A new Hilton brand hotel is being constructed at the site of the Tire Exchange on North Main street, with demolition starting in January of 2019. The development will also include commercial and retail space and ushers in a new era of hotels to the Greer downtown area. The City of Greer has agreed to $1.8 million of infrastructure reimbursements to the developer. The City has also agreed to build a parking garage that will remain public ownership.

Victor Mill

The mill was closed it sat empty until it burned in 2006. An issue of ground contamination has inhibited further development at the site. In this case, as with many other mills from that era, it was contaminated with heavy metals and PCBs from the milling process, and cleanup was expensive. However, the 24.2-acre site got a $200,000 grant from the an EPA, called the Brownfields Program, designed to clean up sites where redevelopment is complicated by hazardous substances. Not to be confused with a Superfund site that has a higher concentration of hazardous waste, a brownfield site is more manageable in nature. Victor mill cleaned up in 2009 -2010 and has sat empty for a decade. 
Post cleanup testing revealed that most of the contaminants had been reduced to acceptable levels.  However, there are a few restrictions on the land use. Ground water use will not be permitted on the property. A ground cover must be installed over the soil in residential and recreational areas, which must be managed by a property manager. Access to Victor Creek needs to be minimized by using landscaping. Traditional single-family housing is also prohibited.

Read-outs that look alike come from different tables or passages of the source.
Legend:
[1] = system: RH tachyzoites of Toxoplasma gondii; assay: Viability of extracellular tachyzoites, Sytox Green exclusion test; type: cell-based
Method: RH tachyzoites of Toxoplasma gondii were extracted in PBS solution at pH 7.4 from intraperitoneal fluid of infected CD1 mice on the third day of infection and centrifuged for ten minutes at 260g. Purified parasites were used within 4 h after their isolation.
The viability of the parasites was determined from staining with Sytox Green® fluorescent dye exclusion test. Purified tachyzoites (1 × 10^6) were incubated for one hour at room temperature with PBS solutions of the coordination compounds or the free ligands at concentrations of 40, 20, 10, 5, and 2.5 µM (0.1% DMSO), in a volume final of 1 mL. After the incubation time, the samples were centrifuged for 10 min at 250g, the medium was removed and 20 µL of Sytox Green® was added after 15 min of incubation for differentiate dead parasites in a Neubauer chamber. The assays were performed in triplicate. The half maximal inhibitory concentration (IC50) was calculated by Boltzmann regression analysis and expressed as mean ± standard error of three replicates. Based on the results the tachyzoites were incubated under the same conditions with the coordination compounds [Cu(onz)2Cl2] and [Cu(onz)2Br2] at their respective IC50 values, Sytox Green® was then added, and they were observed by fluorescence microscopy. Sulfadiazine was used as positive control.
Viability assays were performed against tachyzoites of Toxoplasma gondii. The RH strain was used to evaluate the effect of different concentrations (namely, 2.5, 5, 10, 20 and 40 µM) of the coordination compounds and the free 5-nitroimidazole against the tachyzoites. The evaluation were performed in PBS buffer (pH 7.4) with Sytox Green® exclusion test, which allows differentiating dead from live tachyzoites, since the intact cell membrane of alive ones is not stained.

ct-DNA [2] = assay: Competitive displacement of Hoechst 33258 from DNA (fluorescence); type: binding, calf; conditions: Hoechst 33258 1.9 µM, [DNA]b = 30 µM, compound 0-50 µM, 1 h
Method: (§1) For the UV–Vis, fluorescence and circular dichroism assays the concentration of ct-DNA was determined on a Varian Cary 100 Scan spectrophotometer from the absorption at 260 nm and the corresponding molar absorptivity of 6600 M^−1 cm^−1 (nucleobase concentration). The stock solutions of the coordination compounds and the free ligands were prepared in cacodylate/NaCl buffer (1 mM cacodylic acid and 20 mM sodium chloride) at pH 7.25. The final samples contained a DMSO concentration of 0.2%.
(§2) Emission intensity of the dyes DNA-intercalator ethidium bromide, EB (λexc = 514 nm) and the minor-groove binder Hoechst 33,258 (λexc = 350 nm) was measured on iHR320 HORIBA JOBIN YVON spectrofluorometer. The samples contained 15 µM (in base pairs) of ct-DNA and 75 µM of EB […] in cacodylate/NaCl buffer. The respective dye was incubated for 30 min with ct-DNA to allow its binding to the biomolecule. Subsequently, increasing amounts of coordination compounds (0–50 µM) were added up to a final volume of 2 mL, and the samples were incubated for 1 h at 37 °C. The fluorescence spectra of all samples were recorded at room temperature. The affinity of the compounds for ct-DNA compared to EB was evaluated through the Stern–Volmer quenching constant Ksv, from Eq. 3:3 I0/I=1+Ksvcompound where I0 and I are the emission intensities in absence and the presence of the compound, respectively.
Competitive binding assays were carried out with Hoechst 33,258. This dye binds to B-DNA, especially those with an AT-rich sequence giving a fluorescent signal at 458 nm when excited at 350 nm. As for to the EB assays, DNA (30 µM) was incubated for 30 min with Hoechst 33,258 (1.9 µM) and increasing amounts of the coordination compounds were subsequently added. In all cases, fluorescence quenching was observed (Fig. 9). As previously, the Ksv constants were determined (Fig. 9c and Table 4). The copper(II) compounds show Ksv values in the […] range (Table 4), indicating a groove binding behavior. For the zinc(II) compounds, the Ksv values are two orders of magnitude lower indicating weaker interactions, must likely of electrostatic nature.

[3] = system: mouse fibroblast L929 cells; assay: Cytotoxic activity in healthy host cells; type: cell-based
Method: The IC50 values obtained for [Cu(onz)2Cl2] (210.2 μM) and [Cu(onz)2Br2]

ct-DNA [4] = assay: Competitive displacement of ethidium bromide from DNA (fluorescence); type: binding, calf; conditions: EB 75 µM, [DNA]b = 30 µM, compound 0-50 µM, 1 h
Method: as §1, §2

Now the site is under contract by developer Chris Hill who intends to put in some affordable, high density housing. Chris Hill has done a similar project at Judson Mill near downtown Greenville and thinks this Victor Mill will be a viable project as well. Of course, there are hurdles to overcome, like getting annexed and rezoned by the City of Greer, as well as any additional cleanup that might be needed at the site. But it seems like a slam dunk proposal to revitalize a portion of the city so close to the downtown area, just a few minutes’ walk to the park and downtown.

New Development

The City of Greer has grown more than twice as fast as the nearby Greenville-Spartanburg area, adding 22,000 people in the last 18 years, with a population of 79,000 in 2015.  The city expects to have more than 100,000 residents by 2030. The main areas grow is occurring include the downtown area of Greer, Wade Hampton Blvd (Hwy 29) corridor, rural areas north by Lake Robinson, south along Hwy 101 and along the Hwy 14 corridor that runs up to and past I-85.

The latter two of these areas southward toward I-85 house two big employers that are having a huge effect on the local economy – BMW and the SC Port Authority’s Inland Port. BMW employs more than 10,000 and produces more than 1,400 vehicles per day. The company has committed to investing $600 million at the plant through 2021, which will add another 1000 jobs at the plant. Plus, BMW has generated another 70,000 related jobs in the state with about 87% of their vehicles being exported through the Port of Charleston. That makes BMW the “nation’s leader of export sales of completed passenger vehicles”, according to Secretary of Commerce Bobby Hitt. With the Inland Port nearby and future expansions of BMW likely, Greer has a fantastic base to continue their growth.